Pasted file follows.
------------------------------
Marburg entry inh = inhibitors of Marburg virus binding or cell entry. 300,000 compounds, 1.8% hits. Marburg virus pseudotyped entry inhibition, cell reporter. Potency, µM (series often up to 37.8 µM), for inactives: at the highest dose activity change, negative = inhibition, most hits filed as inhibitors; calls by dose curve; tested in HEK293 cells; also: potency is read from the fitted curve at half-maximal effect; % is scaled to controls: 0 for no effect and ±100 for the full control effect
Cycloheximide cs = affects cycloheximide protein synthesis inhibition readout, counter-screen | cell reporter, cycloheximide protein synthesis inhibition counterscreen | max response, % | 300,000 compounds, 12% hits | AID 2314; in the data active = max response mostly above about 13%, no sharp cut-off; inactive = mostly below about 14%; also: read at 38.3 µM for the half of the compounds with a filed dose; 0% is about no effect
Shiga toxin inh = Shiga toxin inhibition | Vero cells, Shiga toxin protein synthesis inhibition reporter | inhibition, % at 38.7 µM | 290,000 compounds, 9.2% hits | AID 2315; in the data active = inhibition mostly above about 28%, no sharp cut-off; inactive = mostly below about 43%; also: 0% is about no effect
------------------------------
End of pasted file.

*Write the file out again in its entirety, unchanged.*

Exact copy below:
Marburg entry inh = inhibitors of Marburg virus binding or cell entry. 300,000 compounds, 1.8% hits. Marburg virus pseudotyped entry inhibition, cell reporter. Potency, µM (series often up to 37.8 µM), for inactives: at the highest dose activity change, negative = inhibition, most hits filed as inhibitors; calls by dose curve; tested in HEK293 cells; also: potency is read from the fitted curve at half-maximal effect; % is scaled to controls: 0 for no effect and ±100 for the full control effect
Cycloheximide cs = affects cycloheximide protein synthesis inhibition readout, counter-screen | cell reporter, cycloheximide protein synthesis inhibition counterscreen | max response, % | 300,000 compounds, 12% hits | AID 2314; in the data active = max response mostly above about 13%, no sharp cut-off; inactive = mostly below about 14%; also: read at 38.3 µM for the half of the compounds with a filed dose; 0% is about no effect
Shiga toxin inh = Shiga toxin inhibition | Vero cells, Shiga toxin protein synthesis inhibition reporter | inhibition, % at 38.7 µM | 290,000 compounds, 9.2% hits | AID 2315; in the data active = inhibition mostly above about 28%, no sharp cut-off; inactive = mostly below about 43%; also: 0% is about no effect